Fresh herbs can make a big difference when it comes to cooking, but some cooks have a hard time keeping freshly cut herbs from wilting. Some herbs, like cilantro and parsley, have the most flavor when they are cut just before use. In order to preserve that fresh cilantro taste in your recipes, store your cilantro in the refrigerator. If you prepare your cilantro properly before storing it, you can keep it tasting fresh for up to two weeks.
Cut stalks of cilantro from your garden or purchase a bunch of cilantro from the produce section of your grocery store. If you intend to store your cilantro rather than using it all immediately, be sure to keep the leaves on the stems rather than plucking the individual leaves from the plant.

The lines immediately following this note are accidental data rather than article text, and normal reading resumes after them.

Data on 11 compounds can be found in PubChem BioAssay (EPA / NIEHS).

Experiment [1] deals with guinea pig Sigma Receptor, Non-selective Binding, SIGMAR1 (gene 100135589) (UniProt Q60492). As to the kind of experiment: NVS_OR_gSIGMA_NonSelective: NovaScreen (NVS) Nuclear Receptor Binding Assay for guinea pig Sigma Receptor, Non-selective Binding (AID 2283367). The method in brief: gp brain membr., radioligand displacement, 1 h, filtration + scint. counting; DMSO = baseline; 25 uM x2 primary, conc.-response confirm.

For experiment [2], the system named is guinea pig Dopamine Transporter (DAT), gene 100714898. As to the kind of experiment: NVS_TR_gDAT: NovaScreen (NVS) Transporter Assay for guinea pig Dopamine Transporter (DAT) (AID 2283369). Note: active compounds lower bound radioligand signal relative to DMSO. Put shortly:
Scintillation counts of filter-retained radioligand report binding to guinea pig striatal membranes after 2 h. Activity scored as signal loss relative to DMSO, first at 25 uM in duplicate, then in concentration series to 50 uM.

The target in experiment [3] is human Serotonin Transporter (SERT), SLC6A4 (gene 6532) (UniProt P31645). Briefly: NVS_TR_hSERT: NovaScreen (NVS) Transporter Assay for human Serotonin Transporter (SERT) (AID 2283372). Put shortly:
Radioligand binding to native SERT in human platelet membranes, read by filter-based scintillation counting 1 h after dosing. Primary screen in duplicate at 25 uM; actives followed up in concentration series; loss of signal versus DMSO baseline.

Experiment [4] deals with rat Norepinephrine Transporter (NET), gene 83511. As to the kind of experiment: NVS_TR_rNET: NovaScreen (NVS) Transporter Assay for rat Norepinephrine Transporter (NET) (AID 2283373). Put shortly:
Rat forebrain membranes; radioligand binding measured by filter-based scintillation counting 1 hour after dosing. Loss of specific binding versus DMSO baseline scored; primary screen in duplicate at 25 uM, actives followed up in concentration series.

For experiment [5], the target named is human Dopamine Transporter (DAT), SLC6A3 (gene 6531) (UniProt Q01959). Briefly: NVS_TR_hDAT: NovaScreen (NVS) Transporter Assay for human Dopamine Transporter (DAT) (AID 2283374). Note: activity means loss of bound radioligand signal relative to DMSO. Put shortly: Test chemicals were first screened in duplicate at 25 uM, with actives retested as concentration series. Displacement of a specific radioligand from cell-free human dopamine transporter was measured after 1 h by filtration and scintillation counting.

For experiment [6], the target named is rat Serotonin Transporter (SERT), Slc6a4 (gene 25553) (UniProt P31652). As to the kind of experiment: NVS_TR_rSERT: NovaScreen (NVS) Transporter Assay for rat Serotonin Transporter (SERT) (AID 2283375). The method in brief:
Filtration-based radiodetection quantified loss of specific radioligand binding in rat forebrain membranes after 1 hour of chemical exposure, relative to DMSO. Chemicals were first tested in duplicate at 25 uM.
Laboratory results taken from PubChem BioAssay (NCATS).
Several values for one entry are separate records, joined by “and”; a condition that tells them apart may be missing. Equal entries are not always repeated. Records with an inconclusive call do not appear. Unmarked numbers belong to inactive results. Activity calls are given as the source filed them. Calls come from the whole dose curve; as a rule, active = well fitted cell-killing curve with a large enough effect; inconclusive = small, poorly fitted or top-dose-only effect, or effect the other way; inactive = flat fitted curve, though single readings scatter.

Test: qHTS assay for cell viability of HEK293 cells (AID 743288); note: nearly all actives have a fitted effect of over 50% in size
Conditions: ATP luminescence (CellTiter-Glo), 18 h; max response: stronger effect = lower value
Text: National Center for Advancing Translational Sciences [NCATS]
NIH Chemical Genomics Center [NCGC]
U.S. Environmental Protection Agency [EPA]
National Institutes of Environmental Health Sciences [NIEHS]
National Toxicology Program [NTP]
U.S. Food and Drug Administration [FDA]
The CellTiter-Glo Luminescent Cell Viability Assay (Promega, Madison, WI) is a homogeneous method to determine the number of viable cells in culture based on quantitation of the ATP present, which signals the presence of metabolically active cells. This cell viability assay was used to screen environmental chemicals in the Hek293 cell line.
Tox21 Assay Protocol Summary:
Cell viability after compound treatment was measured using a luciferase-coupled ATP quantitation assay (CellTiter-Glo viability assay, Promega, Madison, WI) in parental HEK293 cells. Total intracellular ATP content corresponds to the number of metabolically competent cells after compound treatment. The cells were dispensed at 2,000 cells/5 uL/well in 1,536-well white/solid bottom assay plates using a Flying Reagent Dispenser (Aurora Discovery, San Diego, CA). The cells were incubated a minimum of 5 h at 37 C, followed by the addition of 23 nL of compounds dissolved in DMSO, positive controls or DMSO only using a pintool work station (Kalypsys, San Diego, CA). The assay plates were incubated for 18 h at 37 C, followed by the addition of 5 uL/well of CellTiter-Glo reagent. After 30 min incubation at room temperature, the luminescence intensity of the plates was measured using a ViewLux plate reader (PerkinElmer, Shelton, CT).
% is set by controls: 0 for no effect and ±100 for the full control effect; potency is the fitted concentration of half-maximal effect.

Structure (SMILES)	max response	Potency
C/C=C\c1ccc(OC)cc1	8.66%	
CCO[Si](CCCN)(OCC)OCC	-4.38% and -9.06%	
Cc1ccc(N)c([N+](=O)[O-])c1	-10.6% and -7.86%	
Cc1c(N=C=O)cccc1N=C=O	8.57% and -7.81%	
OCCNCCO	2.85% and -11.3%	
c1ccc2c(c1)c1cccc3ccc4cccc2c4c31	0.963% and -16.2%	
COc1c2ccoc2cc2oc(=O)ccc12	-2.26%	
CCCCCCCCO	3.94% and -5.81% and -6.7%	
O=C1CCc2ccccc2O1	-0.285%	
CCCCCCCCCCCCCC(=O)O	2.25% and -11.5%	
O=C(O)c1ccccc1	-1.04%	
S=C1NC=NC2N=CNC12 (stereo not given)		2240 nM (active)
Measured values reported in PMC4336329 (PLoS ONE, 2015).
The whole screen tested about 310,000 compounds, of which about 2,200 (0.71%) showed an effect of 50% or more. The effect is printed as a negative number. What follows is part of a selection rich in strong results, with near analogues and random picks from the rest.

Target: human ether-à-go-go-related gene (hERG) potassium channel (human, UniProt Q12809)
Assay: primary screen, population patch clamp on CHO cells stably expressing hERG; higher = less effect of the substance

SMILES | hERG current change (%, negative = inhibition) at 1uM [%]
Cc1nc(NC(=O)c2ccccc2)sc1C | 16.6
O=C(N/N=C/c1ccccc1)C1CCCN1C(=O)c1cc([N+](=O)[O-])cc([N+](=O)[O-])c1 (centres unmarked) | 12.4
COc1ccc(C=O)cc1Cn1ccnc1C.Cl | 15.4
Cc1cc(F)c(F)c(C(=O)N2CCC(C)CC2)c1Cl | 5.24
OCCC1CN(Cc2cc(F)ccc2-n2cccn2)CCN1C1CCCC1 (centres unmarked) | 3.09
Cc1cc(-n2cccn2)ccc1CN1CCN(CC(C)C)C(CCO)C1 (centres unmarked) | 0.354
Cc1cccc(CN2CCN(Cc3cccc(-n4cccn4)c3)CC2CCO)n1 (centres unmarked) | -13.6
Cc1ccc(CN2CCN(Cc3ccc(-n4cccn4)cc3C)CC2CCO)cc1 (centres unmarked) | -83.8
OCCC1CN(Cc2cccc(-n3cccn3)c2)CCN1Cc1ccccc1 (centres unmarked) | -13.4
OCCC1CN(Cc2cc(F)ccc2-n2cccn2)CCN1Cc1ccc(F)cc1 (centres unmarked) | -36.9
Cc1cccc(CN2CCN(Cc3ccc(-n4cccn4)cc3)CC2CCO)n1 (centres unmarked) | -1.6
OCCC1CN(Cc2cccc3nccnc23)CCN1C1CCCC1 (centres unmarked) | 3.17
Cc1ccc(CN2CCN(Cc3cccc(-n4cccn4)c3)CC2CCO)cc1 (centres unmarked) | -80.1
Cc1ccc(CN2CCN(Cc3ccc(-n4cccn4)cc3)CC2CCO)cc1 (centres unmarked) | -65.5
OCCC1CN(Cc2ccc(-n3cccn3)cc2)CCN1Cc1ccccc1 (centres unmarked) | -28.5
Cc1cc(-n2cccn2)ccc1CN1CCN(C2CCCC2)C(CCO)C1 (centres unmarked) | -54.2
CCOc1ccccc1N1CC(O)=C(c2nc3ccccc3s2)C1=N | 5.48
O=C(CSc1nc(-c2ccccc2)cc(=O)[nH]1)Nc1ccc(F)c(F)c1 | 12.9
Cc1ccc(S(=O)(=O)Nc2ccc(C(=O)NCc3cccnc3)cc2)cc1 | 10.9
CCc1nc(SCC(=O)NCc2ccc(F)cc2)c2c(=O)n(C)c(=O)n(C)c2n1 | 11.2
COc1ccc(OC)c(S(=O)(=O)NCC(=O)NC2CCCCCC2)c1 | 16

Snip the ends off the cilantro stems with a pair of kitchen scissors. As is true of fresh-cut flowers, cutting the stems will help the cilantro to take up water which will make its freshness last.
Fill a small jar or drinking glass with several inches of fresh water. The jar or glass does not need to be large but it should be tall enough to support your bunch of cilantro.
Place the cilantro stems into the water in the jar. Check that the water level in the jar is not so high that it soaks the leaves, or your cilantro may begin to wilt and rot. If the leaves of your cilantro are already damp, or if you have chosen to rinse it, pat the leaves dry with a paper towel before putting it into the jar.
Put the jar of cilantro into the refrigerator and cover it loosely with a plastic bag. Cilantro does best in cooler temperatures, so if you notice your cilantro beginning to wilt after a few days, lower the temperature in your refrigerator by a few degrees.
Check the water in the jar every few days. If it becomes discolored, replace it with fresh water. Keep your cilantro in the refrigerator for up to two weeks.